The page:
Trade tensions are underpinning wool market mood but lower volumes are supporting prices

Volumes are driving online and physical sales

Sheep
Supply from growers appears to be a key determinant of wool prices as global trade tensions underpin the industry's mood and activity.

Supply from growers appears to be a key determinant of wool prices as global trade tensions underpin the industry's mood and activity.

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Smaller offerings may hold wool online and auction prices steady.

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The physical wool market held firm last week, with Sydney and Melbourne auction centres regaining early price falls.

Northern and southern markets dropped at the start of sales last Tuesday and the western market followed - with the movements in the east prompting growers to withdraw 1245 bales.

All markets then gained some strength on the Wednesday, with Fremantle closing 24 cents a kilogram stronger than the previous seven days.

The mixed bag meant the Australian Wool Exchange Eastern Market Indicator (EMI) contracted by 33c/kg on Tuesday and then gained 34c/kg on Wednesday, to close-out the week at 1189c/kg - or US869c/kg.

The national wool offering last week increased to about 41,987 bales, which was up by 4000 bales from the previous seven days.

This higher offering resulted in an 11.8 per cent pass in rate.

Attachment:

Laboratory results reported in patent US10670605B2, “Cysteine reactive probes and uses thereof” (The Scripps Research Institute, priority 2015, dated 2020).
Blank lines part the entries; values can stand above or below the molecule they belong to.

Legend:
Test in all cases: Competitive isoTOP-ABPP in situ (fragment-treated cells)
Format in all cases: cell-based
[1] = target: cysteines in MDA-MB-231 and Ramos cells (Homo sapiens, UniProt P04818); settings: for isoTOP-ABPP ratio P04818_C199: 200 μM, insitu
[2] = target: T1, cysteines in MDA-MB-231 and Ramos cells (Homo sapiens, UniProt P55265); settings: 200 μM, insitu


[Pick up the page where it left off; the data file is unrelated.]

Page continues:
Talks about further Chinese import bans threatened the market early last week, with increased buyer demand directing the market to close the week firm.

The steady market has not undone the gains of previous weeks, but installed buyer confidence - despite rising China and Australia trade tensions.

The AuctionsPlus Offer Board had a quiet start to the week, selling 605 bales for the period.

Online, 16 and 17-micron wool sold up to 1495c/kg (greasy), or 2004c/kg (clean), and lines of 18-micron wool sold to a top of 1180c/kg (greasy), or 1557c/kg (clean).

A big portion of 20-micron and higher wool sold to top of 878c/kg (greasy), or 1238c/kg (clean).

The top priced lot online was for 16.2-micron Merino fleece best shive wool, which sold for 1495c/kg (greasy), or 2004c/kg (clean). It had a staple length of 100 millimetres, with 0.9 per cent vegetable matter and was branded SG & AEB. It was offered by Beecher Wool Services.

The national wool offering for this week is expected to be slightly down, at an estimated 40,641 bales.

This smaller volume may lead to an increase in prices from last week's close, as buyer confidence outweighs news of maintained trade tensions.

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